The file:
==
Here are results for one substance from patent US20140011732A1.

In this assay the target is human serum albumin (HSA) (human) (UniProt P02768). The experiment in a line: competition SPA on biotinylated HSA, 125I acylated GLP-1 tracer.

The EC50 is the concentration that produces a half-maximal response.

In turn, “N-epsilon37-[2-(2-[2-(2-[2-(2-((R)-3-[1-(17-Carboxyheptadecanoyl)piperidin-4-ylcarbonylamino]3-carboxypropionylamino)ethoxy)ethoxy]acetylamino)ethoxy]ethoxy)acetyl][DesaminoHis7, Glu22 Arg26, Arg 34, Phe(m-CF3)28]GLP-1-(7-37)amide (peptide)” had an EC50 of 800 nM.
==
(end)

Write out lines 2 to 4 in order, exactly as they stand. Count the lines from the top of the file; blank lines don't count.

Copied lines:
In this assay the target is human serum albumin (HSA) (human) (UniProt P02768). The experiment in a line: competition SPA on biotinylated HSA, 125I acylated GLP-1 tracer.

The EC50 is the concentration that produces a half-maximal response.

In turn, “N-epsilon37-[2-(2-[2-(2-[2-(2-((R)-3-[1-(17-Carboxyheptadecanoyl)piperidin-4-ylcarbonylamino]3-carboxypropionylamino)ethoxy)ethoxy]acetylamino)ethoxy]ethoxy)acetyl][DesaminoHis7, Glu22 Arg26, Arg 34, Phe(m-CF3)28]GLP-1-(7-37)amide (peptide)” had an EC50 of 800 nM.